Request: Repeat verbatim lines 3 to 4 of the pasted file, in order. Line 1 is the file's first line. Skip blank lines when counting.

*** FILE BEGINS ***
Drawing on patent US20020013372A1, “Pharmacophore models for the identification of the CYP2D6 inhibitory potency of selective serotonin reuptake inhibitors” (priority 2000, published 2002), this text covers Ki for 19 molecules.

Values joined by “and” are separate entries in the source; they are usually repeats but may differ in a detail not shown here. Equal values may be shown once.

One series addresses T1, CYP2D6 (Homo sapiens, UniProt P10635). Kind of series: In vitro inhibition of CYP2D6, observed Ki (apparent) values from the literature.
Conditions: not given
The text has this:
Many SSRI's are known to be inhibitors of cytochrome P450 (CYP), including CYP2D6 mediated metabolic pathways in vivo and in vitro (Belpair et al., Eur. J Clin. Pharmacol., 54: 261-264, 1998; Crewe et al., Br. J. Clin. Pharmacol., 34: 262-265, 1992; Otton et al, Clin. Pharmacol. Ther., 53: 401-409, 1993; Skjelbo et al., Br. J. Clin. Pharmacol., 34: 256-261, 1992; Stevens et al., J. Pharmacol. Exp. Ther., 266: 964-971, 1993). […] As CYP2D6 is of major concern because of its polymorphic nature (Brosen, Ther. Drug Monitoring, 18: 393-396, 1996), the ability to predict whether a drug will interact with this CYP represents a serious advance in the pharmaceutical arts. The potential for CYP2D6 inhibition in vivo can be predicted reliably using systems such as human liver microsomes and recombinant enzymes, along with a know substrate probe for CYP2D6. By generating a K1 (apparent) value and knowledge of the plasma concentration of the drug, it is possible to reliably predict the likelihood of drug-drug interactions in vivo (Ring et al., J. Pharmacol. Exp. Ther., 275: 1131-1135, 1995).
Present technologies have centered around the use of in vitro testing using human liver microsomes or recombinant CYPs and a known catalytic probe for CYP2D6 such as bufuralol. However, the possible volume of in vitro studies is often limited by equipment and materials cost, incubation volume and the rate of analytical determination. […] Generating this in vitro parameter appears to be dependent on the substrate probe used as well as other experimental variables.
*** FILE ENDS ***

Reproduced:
One series addresses T1, CYP2D6 (Homo sapiens, UniProt P10635). Kind of series: In vitro inhibition of CYP2D6, observed Ki (apparent) values from the literature.
Conditions: not given